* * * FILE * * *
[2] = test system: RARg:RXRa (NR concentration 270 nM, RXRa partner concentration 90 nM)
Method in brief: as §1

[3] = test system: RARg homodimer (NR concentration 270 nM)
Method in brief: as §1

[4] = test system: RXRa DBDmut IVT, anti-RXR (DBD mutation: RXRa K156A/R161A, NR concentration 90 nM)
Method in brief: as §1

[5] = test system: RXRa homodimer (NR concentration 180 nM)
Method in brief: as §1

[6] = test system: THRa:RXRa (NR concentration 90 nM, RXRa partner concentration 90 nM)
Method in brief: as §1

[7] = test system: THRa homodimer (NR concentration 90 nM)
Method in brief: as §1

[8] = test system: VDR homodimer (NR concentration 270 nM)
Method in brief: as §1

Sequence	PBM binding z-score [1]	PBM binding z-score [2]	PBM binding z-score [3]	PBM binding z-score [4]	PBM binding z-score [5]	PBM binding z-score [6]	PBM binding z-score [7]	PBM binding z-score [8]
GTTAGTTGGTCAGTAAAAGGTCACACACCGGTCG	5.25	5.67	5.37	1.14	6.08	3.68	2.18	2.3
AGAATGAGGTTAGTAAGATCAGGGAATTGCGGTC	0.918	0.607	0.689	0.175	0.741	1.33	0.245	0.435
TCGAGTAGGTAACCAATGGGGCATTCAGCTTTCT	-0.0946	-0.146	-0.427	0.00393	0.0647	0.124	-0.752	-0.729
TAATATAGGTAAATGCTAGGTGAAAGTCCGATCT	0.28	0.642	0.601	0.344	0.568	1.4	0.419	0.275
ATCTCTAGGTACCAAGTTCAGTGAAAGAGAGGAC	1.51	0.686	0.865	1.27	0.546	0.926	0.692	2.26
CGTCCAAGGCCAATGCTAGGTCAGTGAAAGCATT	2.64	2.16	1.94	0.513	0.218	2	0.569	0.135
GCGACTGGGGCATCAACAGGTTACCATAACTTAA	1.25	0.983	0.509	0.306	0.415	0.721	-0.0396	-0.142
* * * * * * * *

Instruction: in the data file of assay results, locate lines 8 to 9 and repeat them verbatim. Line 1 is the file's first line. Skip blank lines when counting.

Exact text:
Method in brief: as §1

[6] = test system: THRa:RXRa (NR concentration 90 nM, RXRa partner concentration 90 nM)